> The problem isn't the managers, it's the cats.
If you're a manager that thinks like that, you're a shitty manager (which according to the above, is the norm).
The process of software development isn't a factory process, despite all the attempts to turn it into one. The qualities that make someone a good software developer does mean that they are more like cats - they've had engage in self-directed learning about their chosen field for most of their career, because it's continually refreshed. It's literally so new, that the gap between those writing the book, forging new tech, and those reading it, learning the new tech, is usually measured in months. This leads to an independent mindset. They are not pack animals. If you want good work, you need to learn to manage this kind of people.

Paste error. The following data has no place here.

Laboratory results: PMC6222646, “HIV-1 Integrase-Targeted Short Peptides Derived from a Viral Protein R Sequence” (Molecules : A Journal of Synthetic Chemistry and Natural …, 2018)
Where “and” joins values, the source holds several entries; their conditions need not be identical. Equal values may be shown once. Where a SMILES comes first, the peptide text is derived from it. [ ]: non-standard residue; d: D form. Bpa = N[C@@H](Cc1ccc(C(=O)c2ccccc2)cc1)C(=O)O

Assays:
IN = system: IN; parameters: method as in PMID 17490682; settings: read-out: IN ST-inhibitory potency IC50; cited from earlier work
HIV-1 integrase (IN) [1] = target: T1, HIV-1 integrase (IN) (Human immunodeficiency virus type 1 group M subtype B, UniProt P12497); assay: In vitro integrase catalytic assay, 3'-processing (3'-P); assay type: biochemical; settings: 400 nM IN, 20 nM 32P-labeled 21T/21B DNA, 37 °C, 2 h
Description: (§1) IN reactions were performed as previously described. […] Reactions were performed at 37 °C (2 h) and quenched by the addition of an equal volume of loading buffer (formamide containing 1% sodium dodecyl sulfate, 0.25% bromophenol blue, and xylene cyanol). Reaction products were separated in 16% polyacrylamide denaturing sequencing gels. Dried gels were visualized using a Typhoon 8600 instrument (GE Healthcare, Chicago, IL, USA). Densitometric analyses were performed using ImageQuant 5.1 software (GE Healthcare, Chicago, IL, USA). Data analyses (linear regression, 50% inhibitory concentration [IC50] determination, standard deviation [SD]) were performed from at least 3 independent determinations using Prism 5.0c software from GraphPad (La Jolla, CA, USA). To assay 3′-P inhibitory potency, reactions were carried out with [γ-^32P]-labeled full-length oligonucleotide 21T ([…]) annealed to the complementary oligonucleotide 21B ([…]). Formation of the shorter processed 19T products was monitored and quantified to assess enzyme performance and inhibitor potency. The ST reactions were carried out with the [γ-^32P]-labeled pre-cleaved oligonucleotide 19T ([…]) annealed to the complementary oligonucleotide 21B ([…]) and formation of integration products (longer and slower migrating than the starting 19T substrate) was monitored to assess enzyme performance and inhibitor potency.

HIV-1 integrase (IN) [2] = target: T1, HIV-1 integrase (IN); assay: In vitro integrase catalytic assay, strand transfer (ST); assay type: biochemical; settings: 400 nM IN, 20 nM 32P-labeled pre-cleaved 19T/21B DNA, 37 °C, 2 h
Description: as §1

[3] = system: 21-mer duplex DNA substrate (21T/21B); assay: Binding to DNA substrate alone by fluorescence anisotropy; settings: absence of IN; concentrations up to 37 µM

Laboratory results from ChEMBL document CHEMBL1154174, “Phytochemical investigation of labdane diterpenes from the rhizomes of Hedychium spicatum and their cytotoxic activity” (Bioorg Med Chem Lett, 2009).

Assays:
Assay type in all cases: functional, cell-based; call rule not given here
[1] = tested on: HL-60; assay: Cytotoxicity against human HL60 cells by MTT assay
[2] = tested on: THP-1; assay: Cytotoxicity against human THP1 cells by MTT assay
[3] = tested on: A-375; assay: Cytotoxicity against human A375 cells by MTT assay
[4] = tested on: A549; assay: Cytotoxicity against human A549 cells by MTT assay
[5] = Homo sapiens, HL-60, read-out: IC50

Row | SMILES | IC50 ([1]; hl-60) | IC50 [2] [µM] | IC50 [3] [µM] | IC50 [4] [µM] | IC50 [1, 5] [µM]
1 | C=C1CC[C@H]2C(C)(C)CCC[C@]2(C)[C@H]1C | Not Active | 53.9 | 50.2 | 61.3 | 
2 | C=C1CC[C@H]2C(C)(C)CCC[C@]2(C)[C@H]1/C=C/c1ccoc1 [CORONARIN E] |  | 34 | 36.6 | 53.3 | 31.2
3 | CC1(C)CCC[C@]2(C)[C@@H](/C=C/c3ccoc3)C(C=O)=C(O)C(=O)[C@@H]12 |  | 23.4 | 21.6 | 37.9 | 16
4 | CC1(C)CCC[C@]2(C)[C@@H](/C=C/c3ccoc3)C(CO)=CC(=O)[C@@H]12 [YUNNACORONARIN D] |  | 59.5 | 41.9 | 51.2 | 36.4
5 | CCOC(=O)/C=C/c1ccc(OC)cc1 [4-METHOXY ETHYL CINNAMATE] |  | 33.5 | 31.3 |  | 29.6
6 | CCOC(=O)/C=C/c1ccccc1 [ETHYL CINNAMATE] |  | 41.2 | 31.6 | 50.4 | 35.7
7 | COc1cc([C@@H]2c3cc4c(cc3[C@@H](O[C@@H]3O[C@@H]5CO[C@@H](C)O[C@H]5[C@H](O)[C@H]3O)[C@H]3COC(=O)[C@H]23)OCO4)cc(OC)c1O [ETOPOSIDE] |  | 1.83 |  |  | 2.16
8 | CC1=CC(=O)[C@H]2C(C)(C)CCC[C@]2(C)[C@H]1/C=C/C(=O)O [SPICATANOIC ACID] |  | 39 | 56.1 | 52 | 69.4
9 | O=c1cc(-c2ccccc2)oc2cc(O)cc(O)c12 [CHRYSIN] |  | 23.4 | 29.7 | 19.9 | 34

The alternative is what we see in Indian outsourcing outfits. The reason Indian shops are so prized for outsourcing isn't their exemplary skill, it's the Indian culture of deference and respect - which means they are obedient, and toe the line, and work hard on what you told them to work on. They're not cats, they're dogs.
Managers love this because it seems like they are getting exactly what they wanted.
Alas, it means they are getting exactly what they wanted - and the Peter Principle reminds us that this is the wrong thing, because they are not competent to decide this, which means they are spending a lot of money on developing the wrong solution.